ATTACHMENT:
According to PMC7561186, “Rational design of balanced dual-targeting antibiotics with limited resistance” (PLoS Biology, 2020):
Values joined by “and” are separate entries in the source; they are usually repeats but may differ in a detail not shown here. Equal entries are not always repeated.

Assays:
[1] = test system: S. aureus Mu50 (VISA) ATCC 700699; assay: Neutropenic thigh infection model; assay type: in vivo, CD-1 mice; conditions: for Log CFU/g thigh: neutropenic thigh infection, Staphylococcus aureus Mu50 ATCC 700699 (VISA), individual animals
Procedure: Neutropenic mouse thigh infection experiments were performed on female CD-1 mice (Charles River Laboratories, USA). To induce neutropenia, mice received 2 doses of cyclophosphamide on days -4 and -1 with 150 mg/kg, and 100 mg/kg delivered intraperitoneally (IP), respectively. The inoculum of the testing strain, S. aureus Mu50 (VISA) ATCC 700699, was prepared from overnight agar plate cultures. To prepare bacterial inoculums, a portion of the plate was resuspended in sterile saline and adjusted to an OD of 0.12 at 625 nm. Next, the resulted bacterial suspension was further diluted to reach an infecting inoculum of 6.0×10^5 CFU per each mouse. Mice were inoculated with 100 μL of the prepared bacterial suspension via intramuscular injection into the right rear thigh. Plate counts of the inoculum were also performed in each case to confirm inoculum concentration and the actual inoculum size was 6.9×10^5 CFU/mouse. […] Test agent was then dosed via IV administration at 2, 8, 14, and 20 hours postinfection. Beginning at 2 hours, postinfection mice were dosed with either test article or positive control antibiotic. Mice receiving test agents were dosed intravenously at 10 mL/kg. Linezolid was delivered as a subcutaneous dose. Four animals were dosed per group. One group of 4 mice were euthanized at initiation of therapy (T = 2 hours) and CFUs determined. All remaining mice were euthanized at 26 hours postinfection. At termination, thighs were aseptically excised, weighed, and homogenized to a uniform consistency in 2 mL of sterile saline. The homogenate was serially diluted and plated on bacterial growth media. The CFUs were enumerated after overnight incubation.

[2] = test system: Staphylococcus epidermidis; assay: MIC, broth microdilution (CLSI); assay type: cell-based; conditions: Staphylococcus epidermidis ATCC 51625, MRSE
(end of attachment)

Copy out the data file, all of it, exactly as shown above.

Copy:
According to PMC7561186, “Rational design of balanced dual-targeting antibiotics with limited resistance” (PLoS Biology, 2020):
Values joined by “and” are separate entries in the source; they are usually repeats but may differ in a detail not shown here. Equal entries are not always repeated.

Assays:
[1] = test system: S. aureus Mu50 (VISA) ATCC 700699; assay: Neutropenic thigh infection model; assay type: in vivo, CD-1 mice; conditions: for Log CFU/g thigh: neutropenic thigh infection, Staphylococcus aureus Mu50 ATCC 700699 (VISA), individual animals
Procedure: Neutropenic mouse thigh infection experiments were performed on female CD-1 mice (Charles River Laboratories, USA). To induce neutropenia, mice received 2 doses of cyclophosphamide on days -4 and -1 with 150 mg/kg, and 100 mg/kg delivered intraperitoneally (IP), respectively. The inoculum of the testing strain, S. aureus Mu50 (VISA) ATCC 700699, was prepared from overnight agar plate cultures. To prepare bacterial inoculums, a portion of the plate was resuspended in sterile saline and adjusted to an OD of 0.12 at 625 nm. Next, the resulted bacterial suspension was further diluted to reach an infecting inoculum of 6.0×10^5 CFU per each mouse. Mice were inoculated with 100 μL of the prepared bacterial suspension via intramuscular injection into the right rear thigh. Plate counts of the inoculum were also performed in each case to confirm inoculum concentration and the actual inoculum size was 6.9×10^5 CFU/mouse. […] Test agent was then dosed via IV administration at 2, 8, 14, and 20 hours postinfection. Beginning at 2 hours, postinfection mice were dosed with either test article or positive control antibiotic. Mice receiving test agents were dosed intravenously at 10 mL/kg. Linezolid was delivered as a subcutaneous dose. Four animals were dosed per group. One group of 4 mice were euthanized at initiation of therapy (T = 2 hours) and CFUs determined. All remaining mice were euthanized at 26 hours postinfection. At termination, thighs were aseptically excised, weighed, and homogenized to a uniform consistency in 2 mL of sterile saline. The homogenate was serially diluted and plated on bacterial growth media. The CFUs were enumerated after overnight incubation.

[2] = test system: Staphylococcus epidermidis; assay: MIC, broth microdilution (CLSI); assay type: cell-based; conditions: Staphylococcus epidermidis ATCC 51625, MRSE